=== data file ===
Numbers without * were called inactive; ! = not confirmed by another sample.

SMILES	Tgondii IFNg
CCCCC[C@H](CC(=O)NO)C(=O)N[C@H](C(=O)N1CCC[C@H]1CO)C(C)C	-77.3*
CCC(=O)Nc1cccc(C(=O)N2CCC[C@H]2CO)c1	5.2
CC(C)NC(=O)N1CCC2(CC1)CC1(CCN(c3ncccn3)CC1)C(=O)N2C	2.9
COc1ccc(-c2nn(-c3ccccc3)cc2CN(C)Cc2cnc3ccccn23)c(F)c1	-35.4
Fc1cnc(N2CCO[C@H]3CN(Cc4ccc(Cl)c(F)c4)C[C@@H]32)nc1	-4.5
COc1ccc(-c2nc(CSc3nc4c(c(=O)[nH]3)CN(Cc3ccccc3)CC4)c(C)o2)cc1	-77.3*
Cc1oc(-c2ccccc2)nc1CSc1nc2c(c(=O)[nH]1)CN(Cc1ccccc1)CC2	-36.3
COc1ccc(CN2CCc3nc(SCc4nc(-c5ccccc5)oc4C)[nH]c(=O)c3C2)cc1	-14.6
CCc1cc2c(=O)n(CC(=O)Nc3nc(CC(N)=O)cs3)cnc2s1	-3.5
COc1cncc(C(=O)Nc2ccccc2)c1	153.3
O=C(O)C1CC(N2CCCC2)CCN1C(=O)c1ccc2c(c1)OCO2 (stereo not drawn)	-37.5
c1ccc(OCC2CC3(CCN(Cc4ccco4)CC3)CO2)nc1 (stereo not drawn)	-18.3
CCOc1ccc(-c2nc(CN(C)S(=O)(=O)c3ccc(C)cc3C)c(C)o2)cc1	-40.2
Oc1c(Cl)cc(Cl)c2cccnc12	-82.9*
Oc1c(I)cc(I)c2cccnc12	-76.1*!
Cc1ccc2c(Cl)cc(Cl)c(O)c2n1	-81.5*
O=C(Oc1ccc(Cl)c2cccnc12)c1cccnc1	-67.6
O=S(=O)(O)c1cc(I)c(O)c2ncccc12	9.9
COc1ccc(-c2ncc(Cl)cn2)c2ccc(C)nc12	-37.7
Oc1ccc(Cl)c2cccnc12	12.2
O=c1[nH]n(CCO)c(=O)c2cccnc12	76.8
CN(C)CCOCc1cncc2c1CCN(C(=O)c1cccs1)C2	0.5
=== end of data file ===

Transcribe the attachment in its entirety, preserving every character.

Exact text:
Numbers without * were called inactive; ! = not confirmed by another sample.

SMILES	Tgondii IFNg
CCCCC[C@H](CC(=O)NO)C(=O)N[C@H](C(=O)N1CCC[C@H]1CO)C(C)C	-77.3*
CCC(=O)Nc1cccc(C(=O)N2CCC[C@H]2CO)c1	5.2
CC(C)NC(=O)N1CCC2(CC1)CC1(CCN(c3ncccn3)CC1)C(=O)N2C	2.9
COc1ccc(-c2nn(-c3ccccc3)cc2CN(C)Cc2cnc3ccccn23)c(F)c1	-35.4
Fc1cnc(N2CCO[C@H]3CN(Cc4ccc(Cl)c(F)c4)C[C@@H]32)nc1	-4.5
COc1ccc(-c2nc(CSc3nc4c(c(=O)[nH]3)CN(Cc3ccccc3)CC4)c(C)o2)cc1	-77.3*
Cc1oc(-c2ccccc2)nc1CSc1nc2c(c(=O)[nH]1)CN(Cc1ccccc1)CC2	-36.3
COc1ccc(CN2CCc3nc(SCc4nc(-c5ccccc5)oc4C)[nH]c(=O)c3C2)cc1	-14.6
CCc1cc2c(=O)n(CC(=O)Nc3nc(CC(N)=O)cs3)cnc2s1	-3.5
COc1cncc(C(=O)Nc2ccccc2)c1	153.3
O=C(O)C1CC(N2CCCC2)CCN1C(=O)c1ccc2c(c1)OCO2 (stereo not drawn)	-37.5
c1ccc(OCC2CC3(CCN(Cc4ccco4)CC3)CO2)nc1 (stereo not drawn)	-18.3
CCOc1ccc(-c2nc(CN(C)S(=O)(=O)c3ccc(C)cc3C)c(C)o2)cc1	-40.2
Oc1c(Cl)cc(Cl)c2cccnc12	-82.9*
Oc1c(I)cc(I)c2cccnc12	-76.1*!
Cc1ccc2c(Cl)cc(Cl)c(O)c2n1	-81.5*
O=C(Oc1ccc(Cl)c2cccnc12)c1cccnc1	-67.6
O=S(=O)(O)c1cc(I)c(O)c2ncccc12	9.9
COc1ccc(-c2ncc(Cl)cn2)c2ccc(C)nc12	-37.7
Oc1ccc(Cl)c2cccnc12	12.2
O=c1[nH]n(CCO)c(=O)c2cccnc12	76.8
CN(C)CCOCc1cncc2c1CCN(C(=O)c1cccs1)C2	0.5